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Doug Leier: Feeding wildlife in winter is a short-term fix at best

Thankfully, winter didn’t really start until December.

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Natural food sources, with suitable winter cover nearby, is best for sustained wildlife management in the winter, according to the North Dakota Game and Fish Department.
N.D. Game and Fish Department

Thankfully, winter didn’t really start until December. Living in North Dakota we’ve felt winter begin in October some years and drag into what should be spring.

The later winter begins and the earlier it exits is mostly better for resident wildlife.

So far, this version of North Dakota winter has been benign if you are a deer, pheasant or other resident wildlife trying to survive one day at a time until spring. But add on another snowstorm or two, and a week-long stretch of below zero temperatures, and people will become more concerned.

That’s when calls to help wildlife will start coming in.

Feeding wildlife, especially during the winter in North Dakota, was once common practice embraced by most wildlife professionals. Putting food such as grain or hay out in a snow-covered, freezing environment where pheasants and deer could easily get at it, made sense to biologists, hunters and citizens.

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But over the course of the last few decades, that philosophy has gradually evolved.

The variables and elements to sustain wildlife through a Midwest winter haven’t changed. Food, water, shelter and space – the four components of good habitat – are all required to varying degrees, depending on the species and climatic conditions.

Historically, for humans wanting what they view as the best for wildlife, food and water were more easily provided, while cover and space were more time consuming and costly, and thus not considered as easy or economical to put into practice. In fact, years ago many people felt that simply providing additional winter food would compensate for a general lack of adequate winter cover and space.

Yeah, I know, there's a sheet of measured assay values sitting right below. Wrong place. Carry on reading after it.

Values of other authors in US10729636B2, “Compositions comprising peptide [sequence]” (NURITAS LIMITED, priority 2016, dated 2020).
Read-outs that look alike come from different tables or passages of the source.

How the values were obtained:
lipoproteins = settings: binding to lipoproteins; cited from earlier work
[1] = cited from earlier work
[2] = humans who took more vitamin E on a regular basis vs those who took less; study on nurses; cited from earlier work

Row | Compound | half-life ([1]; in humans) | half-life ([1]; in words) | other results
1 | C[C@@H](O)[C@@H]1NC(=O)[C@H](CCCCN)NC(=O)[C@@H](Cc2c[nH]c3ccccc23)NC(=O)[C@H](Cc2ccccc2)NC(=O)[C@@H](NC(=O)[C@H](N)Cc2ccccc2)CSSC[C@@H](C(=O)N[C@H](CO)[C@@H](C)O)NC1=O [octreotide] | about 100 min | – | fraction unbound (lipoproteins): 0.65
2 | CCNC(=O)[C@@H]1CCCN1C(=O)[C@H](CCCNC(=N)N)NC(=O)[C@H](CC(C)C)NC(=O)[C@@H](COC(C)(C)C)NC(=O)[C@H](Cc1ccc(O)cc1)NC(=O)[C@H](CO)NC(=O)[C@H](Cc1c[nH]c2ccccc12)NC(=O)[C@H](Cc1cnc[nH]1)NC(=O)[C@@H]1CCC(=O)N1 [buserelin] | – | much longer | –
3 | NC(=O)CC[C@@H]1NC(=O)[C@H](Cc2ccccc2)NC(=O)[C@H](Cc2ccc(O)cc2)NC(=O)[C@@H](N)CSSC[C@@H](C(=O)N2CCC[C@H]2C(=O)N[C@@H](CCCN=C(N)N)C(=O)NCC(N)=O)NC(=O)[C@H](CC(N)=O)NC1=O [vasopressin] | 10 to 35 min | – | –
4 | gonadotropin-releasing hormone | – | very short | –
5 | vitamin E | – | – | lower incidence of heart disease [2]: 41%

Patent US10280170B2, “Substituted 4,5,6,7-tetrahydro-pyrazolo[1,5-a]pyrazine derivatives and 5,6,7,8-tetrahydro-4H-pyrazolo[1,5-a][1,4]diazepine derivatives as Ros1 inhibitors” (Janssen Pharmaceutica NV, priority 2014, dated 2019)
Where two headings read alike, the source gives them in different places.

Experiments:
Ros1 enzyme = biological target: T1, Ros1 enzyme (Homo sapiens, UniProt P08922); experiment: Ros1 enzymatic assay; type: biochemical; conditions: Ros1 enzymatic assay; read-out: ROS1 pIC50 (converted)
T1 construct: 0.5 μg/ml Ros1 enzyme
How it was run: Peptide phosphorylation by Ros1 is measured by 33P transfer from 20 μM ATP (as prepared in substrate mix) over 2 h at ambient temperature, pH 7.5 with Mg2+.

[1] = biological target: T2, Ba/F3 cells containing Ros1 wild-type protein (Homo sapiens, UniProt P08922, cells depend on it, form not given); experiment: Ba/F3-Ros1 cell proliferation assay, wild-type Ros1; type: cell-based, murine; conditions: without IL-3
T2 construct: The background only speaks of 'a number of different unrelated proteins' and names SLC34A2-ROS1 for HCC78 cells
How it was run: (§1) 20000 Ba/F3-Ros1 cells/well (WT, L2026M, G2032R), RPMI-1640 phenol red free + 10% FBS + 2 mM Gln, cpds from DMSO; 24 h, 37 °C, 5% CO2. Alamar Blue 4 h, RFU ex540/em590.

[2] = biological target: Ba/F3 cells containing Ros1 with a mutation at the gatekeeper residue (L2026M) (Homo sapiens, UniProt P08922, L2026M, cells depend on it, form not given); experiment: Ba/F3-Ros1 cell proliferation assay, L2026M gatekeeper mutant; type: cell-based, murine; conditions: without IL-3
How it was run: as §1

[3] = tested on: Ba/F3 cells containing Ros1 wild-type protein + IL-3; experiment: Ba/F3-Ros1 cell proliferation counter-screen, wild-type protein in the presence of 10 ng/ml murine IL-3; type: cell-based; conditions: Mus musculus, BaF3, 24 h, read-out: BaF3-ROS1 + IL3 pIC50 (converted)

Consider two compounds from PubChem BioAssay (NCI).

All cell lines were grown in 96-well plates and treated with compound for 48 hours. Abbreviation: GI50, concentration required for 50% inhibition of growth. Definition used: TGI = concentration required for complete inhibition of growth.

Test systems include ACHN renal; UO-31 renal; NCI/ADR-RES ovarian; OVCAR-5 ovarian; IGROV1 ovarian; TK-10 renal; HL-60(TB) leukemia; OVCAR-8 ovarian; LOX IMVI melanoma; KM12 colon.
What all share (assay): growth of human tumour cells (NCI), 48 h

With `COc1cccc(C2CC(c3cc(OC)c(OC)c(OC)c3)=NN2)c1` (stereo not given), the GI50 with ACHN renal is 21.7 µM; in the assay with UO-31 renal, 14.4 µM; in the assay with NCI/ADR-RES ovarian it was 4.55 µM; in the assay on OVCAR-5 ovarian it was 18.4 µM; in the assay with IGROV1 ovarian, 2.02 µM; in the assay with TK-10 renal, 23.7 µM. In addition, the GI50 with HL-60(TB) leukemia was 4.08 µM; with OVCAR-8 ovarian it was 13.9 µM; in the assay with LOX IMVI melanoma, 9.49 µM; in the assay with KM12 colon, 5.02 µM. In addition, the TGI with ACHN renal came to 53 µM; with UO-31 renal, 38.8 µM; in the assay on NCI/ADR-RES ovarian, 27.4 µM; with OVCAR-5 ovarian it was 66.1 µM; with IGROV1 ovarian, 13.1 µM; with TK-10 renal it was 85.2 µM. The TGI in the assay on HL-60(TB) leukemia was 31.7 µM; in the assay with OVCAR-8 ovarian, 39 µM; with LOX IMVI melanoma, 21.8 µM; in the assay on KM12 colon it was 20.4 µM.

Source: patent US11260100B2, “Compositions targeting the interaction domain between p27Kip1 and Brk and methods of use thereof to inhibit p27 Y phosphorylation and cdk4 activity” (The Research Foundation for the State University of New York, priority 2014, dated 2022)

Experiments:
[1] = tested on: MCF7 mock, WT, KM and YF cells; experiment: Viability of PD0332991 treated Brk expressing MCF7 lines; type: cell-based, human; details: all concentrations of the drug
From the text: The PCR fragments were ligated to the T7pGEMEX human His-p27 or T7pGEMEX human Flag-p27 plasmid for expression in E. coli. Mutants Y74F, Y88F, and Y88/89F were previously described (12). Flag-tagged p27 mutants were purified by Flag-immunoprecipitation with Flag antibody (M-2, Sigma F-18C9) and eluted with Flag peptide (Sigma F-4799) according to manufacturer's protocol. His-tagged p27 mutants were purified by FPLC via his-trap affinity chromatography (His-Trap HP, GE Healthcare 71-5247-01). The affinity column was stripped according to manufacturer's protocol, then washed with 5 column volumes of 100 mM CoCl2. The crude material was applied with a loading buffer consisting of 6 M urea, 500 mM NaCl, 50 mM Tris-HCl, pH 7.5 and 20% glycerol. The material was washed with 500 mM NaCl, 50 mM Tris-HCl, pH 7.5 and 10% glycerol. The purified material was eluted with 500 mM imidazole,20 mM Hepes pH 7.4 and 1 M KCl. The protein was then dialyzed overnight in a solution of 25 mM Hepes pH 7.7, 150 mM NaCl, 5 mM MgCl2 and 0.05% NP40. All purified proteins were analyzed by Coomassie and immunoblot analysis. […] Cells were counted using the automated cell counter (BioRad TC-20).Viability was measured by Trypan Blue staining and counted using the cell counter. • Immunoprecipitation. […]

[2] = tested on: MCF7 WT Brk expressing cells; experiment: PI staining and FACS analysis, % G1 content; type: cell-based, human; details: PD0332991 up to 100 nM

While food is important, without adequate winter cover, pheasants can basically freeze to death, even with a full crop. The same thing can happen to songbirds. Death from exposure to snow and cold is a much more common occurrence than death from starvation.

We’ve all seen deer gathered around feeders or alfalfa bales and figured they’d be fine to make it until the spring thaw. But what you don’t see if you’re not watching all the time, is that when deer are drawn out of suitable cover and concentrated around an artificial food source, the natural pecking order keeps needed nutrients from young-of-the-year, which can lead to increased mortality.

One of my favorite examples plays out each winter when I get calls from concerned people who have a great horned owl lurking near a bird feeder. The predatory bird realizes the feeder is providing a gathering point for smaller birds.

This is a great example of a well-intentioned practice potentially causing harm to the animals it was designed to benefit, and it helps summarize the current developing theory on feeding: It may be good for an individual or a few animals, but it does not significantly contribute to overall health of a species.

The bottom line, after years of scrutiny and research, is that natural food sources, with suitable winter cover nearby, is best for sustained wildlife management. The state Game and Fish Department is following that philosophy and has phased out man-made feeders on its wildlife management areas.

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While artificially feeding wildlife may make us feel better and can do some short-term good, the long-term solution requires more and better habitat to sustain or grow a wildlife population.

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